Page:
Greg Mankiw explains why.
This is of course the real point that underlies my problems with Richard Murphy\’s view of corporate taxation. He refuses to accept even the concept of tax incidence.
It is myth that works on the blackborad (sic) and not in practice.
And his buddy, the "economist" at Tax Justice:
The idea that the tax incidence might be shifted, in some circumstances, from shareholders to workers or consumers, is based on very specific assumptions relating to the nature of the economy in question (i.e. it is a closed economy),
Umm, from Greg Mankiw:
Mr. Randolph’s analysis stresses the role of international capital mobility.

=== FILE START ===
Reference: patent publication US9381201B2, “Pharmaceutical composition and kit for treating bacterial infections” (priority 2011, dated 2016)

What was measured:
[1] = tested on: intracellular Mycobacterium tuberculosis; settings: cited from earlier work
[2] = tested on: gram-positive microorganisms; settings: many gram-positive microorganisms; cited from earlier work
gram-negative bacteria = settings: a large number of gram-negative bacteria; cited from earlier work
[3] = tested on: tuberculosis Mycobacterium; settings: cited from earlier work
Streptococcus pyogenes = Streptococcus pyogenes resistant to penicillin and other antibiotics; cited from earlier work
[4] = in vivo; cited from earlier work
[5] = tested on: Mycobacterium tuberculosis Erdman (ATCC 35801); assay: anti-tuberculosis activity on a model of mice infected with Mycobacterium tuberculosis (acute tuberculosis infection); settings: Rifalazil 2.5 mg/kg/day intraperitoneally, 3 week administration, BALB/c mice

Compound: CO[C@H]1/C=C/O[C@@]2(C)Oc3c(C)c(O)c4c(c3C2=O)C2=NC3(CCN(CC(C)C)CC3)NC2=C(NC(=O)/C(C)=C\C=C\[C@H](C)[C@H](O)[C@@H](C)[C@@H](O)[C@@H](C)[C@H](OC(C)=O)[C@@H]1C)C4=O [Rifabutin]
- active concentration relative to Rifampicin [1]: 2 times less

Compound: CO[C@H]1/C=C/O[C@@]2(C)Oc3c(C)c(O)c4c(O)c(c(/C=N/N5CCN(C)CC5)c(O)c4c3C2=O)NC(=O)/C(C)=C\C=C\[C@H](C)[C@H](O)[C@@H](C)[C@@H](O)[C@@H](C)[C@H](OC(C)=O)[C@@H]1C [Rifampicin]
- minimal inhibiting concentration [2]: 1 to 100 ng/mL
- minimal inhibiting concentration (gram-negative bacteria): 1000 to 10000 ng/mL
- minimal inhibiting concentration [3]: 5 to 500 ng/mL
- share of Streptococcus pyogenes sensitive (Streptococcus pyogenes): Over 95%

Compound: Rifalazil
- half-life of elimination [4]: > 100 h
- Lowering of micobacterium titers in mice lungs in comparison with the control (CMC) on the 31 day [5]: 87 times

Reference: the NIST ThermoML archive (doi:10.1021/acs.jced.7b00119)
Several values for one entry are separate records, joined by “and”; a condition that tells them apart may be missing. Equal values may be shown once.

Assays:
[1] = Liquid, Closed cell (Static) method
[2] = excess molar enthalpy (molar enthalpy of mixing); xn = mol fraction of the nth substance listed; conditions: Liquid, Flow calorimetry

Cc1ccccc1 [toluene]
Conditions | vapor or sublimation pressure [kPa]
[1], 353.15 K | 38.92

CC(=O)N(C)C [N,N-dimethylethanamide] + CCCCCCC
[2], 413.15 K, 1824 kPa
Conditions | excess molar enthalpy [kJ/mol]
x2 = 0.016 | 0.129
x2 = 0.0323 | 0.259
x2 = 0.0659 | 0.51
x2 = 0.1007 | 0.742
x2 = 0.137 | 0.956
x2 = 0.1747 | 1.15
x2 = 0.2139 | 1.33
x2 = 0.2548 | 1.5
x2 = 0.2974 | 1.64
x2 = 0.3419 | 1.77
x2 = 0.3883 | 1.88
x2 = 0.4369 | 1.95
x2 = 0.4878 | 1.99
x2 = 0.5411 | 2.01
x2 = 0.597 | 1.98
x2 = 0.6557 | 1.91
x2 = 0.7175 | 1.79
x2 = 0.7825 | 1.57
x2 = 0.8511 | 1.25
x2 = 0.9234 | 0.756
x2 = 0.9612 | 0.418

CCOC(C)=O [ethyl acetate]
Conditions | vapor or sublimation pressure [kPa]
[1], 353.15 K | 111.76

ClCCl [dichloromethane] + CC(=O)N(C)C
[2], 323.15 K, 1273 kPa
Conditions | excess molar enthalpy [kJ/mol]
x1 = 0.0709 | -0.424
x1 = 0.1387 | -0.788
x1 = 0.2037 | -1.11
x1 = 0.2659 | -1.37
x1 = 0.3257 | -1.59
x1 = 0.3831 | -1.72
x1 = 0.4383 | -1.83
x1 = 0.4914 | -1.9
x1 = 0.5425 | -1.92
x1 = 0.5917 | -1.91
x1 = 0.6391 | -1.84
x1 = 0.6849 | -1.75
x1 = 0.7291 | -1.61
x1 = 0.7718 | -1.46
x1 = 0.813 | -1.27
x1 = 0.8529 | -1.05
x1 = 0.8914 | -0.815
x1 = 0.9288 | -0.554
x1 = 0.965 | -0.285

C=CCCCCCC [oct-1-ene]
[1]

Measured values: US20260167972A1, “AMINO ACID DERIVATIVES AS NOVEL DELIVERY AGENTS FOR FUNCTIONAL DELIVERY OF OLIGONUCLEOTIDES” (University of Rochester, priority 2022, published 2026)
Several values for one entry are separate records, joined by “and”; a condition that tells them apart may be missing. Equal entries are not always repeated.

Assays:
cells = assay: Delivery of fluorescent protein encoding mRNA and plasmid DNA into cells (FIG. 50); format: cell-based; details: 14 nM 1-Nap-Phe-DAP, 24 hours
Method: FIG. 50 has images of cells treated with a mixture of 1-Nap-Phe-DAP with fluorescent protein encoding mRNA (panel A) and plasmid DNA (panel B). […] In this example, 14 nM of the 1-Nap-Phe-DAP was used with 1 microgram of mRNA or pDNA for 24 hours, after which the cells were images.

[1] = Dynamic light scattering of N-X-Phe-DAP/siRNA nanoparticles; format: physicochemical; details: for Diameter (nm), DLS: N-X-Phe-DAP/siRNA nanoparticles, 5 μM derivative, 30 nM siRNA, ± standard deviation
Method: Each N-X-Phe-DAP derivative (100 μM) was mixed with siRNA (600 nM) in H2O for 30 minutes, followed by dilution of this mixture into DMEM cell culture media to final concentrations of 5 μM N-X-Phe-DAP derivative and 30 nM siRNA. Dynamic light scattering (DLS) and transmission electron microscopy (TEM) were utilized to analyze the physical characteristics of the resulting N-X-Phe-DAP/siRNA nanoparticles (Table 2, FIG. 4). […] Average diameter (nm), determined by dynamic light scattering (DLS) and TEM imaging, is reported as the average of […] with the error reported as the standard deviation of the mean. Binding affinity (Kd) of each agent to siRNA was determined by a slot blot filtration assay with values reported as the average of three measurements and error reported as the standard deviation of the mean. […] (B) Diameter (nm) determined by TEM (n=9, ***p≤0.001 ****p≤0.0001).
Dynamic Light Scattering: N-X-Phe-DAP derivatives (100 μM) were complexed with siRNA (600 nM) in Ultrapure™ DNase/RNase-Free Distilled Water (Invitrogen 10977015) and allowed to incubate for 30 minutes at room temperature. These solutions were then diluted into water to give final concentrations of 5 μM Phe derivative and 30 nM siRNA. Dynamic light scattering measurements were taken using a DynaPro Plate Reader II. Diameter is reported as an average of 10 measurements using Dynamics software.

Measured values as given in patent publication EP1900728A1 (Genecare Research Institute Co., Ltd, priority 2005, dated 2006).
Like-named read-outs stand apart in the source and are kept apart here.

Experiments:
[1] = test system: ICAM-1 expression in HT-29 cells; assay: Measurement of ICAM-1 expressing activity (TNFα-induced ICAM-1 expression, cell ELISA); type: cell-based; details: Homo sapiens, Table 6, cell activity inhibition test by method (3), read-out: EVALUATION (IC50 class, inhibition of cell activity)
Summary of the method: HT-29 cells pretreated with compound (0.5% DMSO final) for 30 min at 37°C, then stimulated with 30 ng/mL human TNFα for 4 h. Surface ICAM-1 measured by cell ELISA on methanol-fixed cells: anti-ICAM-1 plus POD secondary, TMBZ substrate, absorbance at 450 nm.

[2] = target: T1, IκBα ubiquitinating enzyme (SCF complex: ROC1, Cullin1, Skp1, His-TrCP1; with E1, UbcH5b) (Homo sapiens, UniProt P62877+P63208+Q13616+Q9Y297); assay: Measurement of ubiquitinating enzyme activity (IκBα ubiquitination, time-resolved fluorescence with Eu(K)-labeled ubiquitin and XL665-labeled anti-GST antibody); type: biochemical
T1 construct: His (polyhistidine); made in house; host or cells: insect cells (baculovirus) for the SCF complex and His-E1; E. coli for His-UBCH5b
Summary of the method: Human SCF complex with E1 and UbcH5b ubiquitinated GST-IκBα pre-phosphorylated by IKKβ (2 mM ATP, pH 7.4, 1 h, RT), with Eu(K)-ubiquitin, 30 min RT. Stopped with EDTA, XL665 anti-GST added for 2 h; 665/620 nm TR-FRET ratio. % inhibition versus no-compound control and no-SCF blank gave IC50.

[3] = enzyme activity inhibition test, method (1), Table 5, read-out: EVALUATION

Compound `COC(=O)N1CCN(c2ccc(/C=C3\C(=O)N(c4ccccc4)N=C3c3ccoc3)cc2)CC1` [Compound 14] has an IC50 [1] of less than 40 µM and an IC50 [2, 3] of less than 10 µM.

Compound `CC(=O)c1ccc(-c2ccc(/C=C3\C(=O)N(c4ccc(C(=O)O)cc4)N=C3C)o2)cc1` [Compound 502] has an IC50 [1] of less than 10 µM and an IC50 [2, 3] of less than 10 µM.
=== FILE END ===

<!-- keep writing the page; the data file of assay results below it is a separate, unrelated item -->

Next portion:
Far from it depending upon a closed economy, the analysis depends upon it being an open one for capital.
The ultimate payers of the corporate tax are those individuals who have some stake in the company on which the tax is levied. If you own corporate equities, if you work for a corporation or if you buy goods and services from a corporation, you pay part of the corporate income tax. The corporate tax leads to lower returns on capital, lower wages or higher prices — and, most likely, a combination of all three.
We shouldn\’t be taxing corporate profits at all, which is what makes his points about the details of how we do so irrelevant.